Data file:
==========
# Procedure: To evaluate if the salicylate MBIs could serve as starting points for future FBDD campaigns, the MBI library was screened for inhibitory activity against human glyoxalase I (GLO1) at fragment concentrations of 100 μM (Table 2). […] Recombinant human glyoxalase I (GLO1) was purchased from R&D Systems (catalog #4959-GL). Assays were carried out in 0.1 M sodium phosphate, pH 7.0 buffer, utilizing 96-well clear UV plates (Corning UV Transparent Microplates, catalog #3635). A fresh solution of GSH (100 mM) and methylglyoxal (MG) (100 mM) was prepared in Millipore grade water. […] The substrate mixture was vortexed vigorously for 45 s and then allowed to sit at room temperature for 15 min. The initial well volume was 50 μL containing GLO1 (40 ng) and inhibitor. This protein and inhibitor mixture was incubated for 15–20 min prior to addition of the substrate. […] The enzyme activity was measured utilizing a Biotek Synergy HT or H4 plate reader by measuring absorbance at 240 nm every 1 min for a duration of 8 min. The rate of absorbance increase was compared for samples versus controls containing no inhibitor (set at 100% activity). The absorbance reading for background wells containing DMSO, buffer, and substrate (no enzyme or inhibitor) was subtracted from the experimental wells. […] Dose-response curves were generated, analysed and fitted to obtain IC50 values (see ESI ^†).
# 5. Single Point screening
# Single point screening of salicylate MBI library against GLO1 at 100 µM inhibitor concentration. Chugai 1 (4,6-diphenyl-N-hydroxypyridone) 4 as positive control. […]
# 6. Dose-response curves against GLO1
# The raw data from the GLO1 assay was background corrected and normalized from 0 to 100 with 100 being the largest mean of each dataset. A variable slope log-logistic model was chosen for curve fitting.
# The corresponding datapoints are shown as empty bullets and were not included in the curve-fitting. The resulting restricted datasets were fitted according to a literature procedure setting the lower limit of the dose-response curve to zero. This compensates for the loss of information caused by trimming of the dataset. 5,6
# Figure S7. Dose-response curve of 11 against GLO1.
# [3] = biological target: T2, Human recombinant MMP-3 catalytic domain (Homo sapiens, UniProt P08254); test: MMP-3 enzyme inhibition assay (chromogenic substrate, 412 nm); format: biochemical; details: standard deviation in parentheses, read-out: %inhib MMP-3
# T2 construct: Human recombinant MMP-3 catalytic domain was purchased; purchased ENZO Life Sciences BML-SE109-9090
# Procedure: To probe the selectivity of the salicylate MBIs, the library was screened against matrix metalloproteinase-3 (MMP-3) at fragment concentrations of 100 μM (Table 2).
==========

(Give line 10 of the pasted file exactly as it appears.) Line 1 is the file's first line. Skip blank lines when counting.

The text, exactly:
# Procedure: To probe the selectivity of the salicylate MBIs, the library was screened against matrix metalloproteinase-3 (MMP-3) at fragment concentrations of 100 μM (Table 2).